Nottingham Station - sculpture above Morrisons Local
Arriving at Nottingham Station. We would get a taxi to our hotel. Didn't know at the time we first got here that we could get a tram all the way to our hotel!
The Station building is Grade II* listed.
646-1/23/87 CARRINGTON STREET
12-JUL-72 (East side)
MIDLAND RAILWAY STATION
Railway station. 1904. By AE Lambert and Charles Trubshaw for the Midland Railway Company. Constructed of a mixture of red brick, terracotta and faience (glazed terracotta) with slate and glazed pitch roofs over the main buildings. Neo-Baroque style.
PLAN: frontage forming porte-cochere, booking hall and offices, platform buildings, overbridges, Transport Police offices. Main frontage and booking hall span the tracks, and are linked to the platforms by stairs and lifts. Covered overbridges and stairs link the platforms.
INTERIOR: the booking hall has glazed tiles, paired Doric pilasters, round-arched openings and round windows. Coffered ceiling with central glazed barrel vault. Diocletian end windows.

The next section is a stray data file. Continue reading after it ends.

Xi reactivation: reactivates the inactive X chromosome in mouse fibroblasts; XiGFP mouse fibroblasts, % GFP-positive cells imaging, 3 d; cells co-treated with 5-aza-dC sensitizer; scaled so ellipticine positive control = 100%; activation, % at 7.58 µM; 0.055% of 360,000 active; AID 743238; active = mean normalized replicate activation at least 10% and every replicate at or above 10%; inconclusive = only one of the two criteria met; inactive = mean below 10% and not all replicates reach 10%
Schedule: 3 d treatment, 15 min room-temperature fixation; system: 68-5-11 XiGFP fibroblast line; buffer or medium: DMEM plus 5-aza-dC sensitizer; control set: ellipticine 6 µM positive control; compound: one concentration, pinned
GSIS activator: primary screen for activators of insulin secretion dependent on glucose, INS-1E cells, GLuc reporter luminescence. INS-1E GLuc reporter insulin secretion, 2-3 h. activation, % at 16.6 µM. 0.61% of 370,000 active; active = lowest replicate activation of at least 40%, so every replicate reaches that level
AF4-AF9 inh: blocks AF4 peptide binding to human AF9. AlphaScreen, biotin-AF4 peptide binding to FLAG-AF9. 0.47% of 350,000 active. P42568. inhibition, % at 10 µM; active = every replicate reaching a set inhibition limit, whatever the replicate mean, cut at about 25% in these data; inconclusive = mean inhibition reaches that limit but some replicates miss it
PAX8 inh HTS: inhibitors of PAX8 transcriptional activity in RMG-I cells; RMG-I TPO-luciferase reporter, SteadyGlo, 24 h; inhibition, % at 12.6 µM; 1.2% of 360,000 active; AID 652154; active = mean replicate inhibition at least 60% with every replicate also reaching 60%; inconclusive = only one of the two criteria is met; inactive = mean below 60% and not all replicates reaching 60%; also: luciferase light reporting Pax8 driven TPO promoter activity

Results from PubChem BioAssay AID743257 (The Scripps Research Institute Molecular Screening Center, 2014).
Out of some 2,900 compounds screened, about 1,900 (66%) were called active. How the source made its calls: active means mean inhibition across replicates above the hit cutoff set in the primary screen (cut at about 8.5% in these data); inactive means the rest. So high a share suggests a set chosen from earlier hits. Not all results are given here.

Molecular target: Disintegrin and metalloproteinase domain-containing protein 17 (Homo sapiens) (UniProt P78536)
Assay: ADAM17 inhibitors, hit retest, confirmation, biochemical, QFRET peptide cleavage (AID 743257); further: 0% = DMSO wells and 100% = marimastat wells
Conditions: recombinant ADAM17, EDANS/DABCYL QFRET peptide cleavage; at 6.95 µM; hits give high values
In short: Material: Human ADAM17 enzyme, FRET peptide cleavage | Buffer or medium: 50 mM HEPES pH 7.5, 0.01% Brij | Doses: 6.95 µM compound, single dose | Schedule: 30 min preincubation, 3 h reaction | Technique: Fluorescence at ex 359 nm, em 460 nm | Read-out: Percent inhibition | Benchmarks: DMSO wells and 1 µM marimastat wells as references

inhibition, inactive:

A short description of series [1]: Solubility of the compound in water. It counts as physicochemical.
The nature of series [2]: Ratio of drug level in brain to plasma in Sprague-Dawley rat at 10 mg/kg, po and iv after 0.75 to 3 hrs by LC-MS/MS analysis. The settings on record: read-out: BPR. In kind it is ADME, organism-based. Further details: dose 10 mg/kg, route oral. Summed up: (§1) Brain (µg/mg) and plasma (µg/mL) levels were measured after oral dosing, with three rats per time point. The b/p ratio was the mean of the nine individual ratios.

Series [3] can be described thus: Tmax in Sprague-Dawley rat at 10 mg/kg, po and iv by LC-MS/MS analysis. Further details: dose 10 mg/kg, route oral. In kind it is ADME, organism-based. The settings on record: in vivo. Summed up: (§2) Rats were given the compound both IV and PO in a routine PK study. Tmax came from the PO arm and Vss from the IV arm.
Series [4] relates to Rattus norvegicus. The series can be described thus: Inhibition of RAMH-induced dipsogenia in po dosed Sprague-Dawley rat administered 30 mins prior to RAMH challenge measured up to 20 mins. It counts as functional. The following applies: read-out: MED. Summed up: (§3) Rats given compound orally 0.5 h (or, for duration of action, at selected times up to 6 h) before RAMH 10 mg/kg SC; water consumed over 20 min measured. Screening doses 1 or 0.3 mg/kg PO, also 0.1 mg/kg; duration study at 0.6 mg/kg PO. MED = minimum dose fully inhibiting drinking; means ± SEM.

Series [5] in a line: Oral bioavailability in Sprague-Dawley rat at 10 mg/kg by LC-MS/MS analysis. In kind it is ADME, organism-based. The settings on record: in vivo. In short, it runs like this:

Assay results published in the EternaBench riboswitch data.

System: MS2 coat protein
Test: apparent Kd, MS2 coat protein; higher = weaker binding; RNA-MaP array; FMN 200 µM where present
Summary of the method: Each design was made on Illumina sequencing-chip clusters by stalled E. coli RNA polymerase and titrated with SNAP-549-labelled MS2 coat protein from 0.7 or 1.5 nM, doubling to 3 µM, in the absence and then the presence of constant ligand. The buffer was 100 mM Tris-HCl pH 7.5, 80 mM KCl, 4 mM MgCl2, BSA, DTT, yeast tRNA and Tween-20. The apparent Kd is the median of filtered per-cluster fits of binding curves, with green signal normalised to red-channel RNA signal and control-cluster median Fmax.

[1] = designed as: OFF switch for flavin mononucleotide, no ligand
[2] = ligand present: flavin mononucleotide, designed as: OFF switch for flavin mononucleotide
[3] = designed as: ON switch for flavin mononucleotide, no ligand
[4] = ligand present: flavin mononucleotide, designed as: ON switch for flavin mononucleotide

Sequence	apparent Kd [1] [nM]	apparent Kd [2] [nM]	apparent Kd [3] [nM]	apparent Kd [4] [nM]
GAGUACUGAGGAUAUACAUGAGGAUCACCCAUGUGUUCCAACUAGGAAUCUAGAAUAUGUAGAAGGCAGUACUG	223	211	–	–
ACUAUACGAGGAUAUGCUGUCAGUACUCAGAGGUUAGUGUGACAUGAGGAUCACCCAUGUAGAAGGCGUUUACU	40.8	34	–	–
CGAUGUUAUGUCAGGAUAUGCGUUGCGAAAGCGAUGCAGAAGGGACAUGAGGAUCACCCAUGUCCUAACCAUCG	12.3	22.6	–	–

At the rear, a covered footway spanning the tracks, with a staircase and lift tower at each end.
Platforms 1-5 have mainly single storey buildings with Baroque detailing and round-arched openings with fanlights. 2 storey block, 10 bays, on platform 2/3. Continuous canopies with renewed sheet steel roofs and wooden valances, carried on riveted lattice girders and cantilever brackets. Riveted steel stanchions with cast-iron bases. Footbridge spanning platforms and tracks, with glazed cross-braced structure and roof. Platform buildings retain most of their original detail. The interior of the buffet on platform 4/5 has original terracotta
ornament, painted over, including pilasters, chimneypiece and
HISTORY: The third Midland Station to have been built in Nottingham. Built in response to the challenge made by the Great Central Railway and the facilities provided by its grand Victoria Statiion which opened in 1861 (now demolished). Having cost approximately £1M, the station was opended in to the public on 17 January 1904, although final completion not reached until later in that year.
sculpture above Morrisons Local